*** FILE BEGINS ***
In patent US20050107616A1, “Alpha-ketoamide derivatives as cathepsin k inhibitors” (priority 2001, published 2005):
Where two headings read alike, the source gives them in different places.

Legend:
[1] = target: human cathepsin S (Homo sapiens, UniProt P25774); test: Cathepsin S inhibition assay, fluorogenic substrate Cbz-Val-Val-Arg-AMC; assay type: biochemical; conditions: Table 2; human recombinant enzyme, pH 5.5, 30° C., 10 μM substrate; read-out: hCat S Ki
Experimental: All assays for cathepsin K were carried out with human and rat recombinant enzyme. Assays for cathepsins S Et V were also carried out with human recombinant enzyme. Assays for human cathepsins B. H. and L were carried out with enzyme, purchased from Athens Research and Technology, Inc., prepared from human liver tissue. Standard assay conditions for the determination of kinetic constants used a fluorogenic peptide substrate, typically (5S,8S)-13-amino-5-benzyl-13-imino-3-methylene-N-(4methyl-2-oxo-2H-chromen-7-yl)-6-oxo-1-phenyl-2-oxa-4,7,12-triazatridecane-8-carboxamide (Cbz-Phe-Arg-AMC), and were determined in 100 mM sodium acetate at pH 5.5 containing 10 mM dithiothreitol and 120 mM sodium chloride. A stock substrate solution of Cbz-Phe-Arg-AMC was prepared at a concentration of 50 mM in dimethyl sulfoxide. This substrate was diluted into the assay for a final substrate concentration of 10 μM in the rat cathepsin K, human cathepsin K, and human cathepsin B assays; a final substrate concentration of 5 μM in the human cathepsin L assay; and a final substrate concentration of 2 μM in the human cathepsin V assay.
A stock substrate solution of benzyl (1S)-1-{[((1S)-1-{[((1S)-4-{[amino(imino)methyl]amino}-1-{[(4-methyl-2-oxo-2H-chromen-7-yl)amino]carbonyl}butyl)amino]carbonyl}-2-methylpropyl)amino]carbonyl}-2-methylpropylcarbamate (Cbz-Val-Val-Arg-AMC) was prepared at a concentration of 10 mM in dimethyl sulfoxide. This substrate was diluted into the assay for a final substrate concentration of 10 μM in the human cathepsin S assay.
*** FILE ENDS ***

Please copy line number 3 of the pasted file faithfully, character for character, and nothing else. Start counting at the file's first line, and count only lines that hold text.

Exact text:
Legend: